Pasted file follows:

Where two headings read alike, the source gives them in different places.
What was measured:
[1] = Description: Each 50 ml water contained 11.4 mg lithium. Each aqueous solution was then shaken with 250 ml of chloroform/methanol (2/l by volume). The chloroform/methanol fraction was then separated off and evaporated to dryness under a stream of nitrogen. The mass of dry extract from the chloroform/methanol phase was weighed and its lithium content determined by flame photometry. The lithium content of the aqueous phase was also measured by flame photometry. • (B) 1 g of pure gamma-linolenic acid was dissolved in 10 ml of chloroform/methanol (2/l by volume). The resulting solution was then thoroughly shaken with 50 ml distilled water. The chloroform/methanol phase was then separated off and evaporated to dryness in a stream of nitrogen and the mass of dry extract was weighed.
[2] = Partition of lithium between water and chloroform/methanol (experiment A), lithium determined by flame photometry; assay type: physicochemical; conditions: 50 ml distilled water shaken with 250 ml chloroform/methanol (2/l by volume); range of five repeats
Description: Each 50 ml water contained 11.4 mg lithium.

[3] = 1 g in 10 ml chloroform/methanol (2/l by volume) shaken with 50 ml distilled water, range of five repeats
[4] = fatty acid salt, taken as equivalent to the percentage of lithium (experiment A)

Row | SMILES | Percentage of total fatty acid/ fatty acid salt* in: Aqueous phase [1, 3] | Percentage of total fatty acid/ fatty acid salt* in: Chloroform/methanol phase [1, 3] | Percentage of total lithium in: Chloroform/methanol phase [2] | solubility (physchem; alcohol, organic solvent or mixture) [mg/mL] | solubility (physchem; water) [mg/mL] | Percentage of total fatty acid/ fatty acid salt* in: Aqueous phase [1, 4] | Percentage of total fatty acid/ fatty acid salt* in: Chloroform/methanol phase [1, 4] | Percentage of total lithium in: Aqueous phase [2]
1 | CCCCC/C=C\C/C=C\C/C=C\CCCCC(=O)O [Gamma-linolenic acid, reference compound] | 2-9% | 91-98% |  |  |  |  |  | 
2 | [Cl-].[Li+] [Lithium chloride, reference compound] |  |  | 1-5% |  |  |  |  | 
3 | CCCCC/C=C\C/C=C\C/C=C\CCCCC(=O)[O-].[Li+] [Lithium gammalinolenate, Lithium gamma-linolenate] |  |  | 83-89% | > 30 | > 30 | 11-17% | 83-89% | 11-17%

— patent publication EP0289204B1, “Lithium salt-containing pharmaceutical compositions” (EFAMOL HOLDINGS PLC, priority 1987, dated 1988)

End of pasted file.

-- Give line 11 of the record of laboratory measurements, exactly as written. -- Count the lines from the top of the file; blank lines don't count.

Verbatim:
3 | CCCCC/C=C\C/C=C\C/C=C\CCCCC(=O)[O-].[Li+] [Lithium gammalinolenate, Lithium gamma-linolenate] |  |  | 83-89% | > 30 | > 30 | 11-17% | 83-89% | 11-17%